The late Norbert Elias is a significant absence from Swingewood's survey. Many would insist on his inclusion in the canon, not least for his magisterial study The Civilizing Process. Written in the 1930s, but published in England much later, this is a revision of the 1994 edition. In my view a better introduction to Elias's work for students is Johan Goudsblom and Stephen Mennell's edited Norbert Elias Reader , which covers more ground in much more digestible parts. Nonetheless, The Civilizing Process is remarkable: eclectic, insightful and constantly surprising. It traces the development of what one might call civility, and associated feelings of delicacy and shame. Elias looks at matters such as how to get rid of snot, when it is okay to fart out loud, whether it is permissible to vomit and whether and how one should spit. It initially surprises, but reflection on the influence of the handkerchief (which superseded the back of the hand), or on the fact that suppression of farting was once thought to be quite unhealthy (toxins left in the stomach), or the idea that not to vomit was once considered revolting since it meant holding putrid food in one's throat, underline the point that such practices are modern (incidentally, it is not long ago that public spitting was commonplace in coal-mining areas, as it is in China today). Elias first details then explains the spread of such "civilising" in terms of the pacification and organisation of modern society, led by the upper strata, which became refined as its need to wage war was removed.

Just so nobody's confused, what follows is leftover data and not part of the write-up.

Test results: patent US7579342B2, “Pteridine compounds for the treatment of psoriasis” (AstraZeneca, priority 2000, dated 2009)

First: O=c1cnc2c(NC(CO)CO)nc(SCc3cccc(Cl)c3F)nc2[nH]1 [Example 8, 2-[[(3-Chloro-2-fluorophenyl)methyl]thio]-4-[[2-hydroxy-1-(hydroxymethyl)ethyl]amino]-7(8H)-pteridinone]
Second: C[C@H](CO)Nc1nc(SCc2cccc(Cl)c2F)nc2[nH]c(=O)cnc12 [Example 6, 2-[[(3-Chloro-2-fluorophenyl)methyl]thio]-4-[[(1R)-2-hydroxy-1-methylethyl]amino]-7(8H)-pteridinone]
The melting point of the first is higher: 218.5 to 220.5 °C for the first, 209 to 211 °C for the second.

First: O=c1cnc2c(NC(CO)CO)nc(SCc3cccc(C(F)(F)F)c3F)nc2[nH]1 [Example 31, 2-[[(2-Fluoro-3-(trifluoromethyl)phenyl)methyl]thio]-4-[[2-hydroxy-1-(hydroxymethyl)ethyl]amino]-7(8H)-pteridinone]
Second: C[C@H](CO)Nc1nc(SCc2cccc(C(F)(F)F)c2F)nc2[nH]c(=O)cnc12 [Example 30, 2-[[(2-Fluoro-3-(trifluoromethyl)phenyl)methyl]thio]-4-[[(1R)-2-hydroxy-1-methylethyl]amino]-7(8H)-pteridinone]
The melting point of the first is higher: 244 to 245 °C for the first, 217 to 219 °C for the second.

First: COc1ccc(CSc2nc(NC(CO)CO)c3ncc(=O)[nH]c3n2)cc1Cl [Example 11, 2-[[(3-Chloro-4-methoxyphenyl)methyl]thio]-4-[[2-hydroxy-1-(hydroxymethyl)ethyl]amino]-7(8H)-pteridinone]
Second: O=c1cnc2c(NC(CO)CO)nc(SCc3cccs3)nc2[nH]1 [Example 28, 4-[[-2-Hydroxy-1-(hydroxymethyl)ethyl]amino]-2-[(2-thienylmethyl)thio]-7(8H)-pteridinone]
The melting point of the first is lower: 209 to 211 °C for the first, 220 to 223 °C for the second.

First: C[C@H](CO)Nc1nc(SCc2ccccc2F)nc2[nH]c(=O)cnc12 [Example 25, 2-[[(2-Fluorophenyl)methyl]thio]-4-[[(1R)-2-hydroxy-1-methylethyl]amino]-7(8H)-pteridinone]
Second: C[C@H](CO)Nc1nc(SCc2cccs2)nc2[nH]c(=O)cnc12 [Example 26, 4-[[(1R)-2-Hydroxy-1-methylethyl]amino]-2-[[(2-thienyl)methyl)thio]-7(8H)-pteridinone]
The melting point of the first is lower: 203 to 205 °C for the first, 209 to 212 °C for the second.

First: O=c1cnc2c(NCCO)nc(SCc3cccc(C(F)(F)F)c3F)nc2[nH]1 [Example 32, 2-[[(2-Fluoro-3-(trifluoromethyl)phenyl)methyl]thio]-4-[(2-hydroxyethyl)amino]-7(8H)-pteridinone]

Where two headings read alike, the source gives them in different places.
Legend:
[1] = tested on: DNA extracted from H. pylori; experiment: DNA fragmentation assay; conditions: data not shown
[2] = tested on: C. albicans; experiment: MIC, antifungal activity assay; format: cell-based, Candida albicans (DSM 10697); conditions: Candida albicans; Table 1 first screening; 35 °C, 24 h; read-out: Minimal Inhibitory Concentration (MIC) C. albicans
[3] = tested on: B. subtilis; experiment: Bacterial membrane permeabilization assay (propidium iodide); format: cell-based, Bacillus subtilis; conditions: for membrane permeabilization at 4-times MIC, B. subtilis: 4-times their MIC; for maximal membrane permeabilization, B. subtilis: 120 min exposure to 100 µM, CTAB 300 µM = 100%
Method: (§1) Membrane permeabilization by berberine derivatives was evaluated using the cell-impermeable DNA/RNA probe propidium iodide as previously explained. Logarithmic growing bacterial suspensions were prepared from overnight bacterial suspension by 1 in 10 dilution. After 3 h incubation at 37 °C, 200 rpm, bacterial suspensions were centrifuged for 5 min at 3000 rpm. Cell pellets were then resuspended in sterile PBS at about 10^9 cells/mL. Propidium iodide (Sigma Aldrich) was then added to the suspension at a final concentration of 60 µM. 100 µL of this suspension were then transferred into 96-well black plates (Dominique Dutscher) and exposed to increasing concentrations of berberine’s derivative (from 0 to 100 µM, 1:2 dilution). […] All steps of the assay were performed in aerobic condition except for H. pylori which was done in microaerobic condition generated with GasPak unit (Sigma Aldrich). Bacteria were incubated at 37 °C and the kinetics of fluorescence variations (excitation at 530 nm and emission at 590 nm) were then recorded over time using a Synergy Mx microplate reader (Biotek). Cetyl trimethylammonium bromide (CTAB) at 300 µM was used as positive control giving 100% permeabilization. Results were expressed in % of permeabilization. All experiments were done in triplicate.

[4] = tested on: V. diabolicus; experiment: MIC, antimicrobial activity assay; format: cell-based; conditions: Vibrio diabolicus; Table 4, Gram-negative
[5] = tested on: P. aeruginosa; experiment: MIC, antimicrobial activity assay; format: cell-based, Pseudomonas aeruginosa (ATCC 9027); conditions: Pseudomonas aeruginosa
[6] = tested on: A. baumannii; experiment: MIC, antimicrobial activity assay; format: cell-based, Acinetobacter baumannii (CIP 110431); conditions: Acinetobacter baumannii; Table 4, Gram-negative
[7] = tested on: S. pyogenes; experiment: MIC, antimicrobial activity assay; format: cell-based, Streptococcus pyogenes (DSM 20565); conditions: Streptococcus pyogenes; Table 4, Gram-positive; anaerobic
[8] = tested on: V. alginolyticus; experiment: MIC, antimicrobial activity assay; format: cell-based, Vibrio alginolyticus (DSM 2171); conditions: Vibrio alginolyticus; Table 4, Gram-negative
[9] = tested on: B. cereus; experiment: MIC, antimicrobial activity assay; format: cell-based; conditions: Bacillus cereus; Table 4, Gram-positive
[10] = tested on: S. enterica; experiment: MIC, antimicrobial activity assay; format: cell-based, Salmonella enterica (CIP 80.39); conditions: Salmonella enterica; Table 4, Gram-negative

Although he is a thinker with whom many sociology students should be familiar, still I would not include Elias in my canon. The Civilizing Process is much the most interesting of his works, but his configurational theory lacks cogency and depth in comparison to, say, the structuration theory of Anthony Giddens, a contemporary thinker who was influenced directly by Elias early in his career at Leicester. Now known beyond academe, Giddens merits inclusion in any current canon. He is Britain's major social theorist, who has had a worldwide influence. He is so prolific and far-reaching that those who know only some of his work easily underestimate his overall achievement. This is exacerbated by the snootiness of many university teachers who will insist that students should read only original works.
No one should underestimate the value of reliable texts that can make accessible usually difficult ideas that were not written for undergraduates. The best single introduction to Giddens is his own Consequences of Modernity , but this is extremely difficult for the uninitiated. Lars Bo Kaspersen fills a real need here, presenting Giddens in the round, from his early writing to more recent political involvement. The book is unpretentious and expert, a combination that will lead me to recommend it unhesitatingly to my students.
Frank Webster is professor of sociology, University of Birmingham.
A Short History of Sociological Thought. Third edition
Author - Alan Swingewood
ISBN - 0 333 80198 9 and 80199 7
Publisher - Palgrave
Price - £49.50 and £16.99
Pages - 269